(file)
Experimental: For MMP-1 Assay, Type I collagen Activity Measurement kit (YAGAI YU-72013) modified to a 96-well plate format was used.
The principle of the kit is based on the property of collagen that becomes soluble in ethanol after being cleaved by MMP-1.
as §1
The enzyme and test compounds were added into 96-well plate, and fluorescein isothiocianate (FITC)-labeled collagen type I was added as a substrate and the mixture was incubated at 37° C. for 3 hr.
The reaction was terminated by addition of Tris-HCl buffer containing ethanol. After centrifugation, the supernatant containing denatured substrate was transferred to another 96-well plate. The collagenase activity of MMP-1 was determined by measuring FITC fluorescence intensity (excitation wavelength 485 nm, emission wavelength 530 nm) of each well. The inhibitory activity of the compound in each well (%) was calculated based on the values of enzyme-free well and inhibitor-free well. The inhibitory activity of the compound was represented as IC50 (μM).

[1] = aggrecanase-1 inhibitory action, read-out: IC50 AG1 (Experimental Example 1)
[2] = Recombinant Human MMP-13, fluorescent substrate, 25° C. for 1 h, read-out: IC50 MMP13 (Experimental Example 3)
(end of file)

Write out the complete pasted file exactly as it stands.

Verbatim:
Experimental: For MMP-1 Assay, Type I collagen Activity Measurement kit (YAGAI YU-72013) modified to a 96-well plate format was used.
The principle of the kit is based on the property of collagen that becomes soluble in ethanol after being cleaved by MMP-1.
as §1
The enzyme and test compounds were added into 96-well plate, and fluorescein isothiocianate (FITC)-labeled collagen type I was added as a substrate and the mixture was incubated at 37° C. for 3 hr.
The reaction was terminated by addition of Tris-HCl buffer containing ethanol. After centrifugation, the supernatant containing denatured substrate was transferred to another 96-well plate. The collagenase activity of MMP-1 was determined by measuring FITC fluorescence intensity (excitation wavelength 485 nm, emission wavelength 530 nm) of each well. The inhibitory activity of the compound in each well (%) was calculated based on the values of enzyme-free well and inhibitor-free well. The inhibitory activity of the compound was represented as IC50 (μM).

[1] = aggrecanase-1 inhibitory action, read-out: IC50 AG1 (Experimental Example 1)
[2] = Recombinant Human MMP-13, fluorescent substrate, 25° C. for 1 h, read-out: IC50 MMP13 (Experimental Example 3)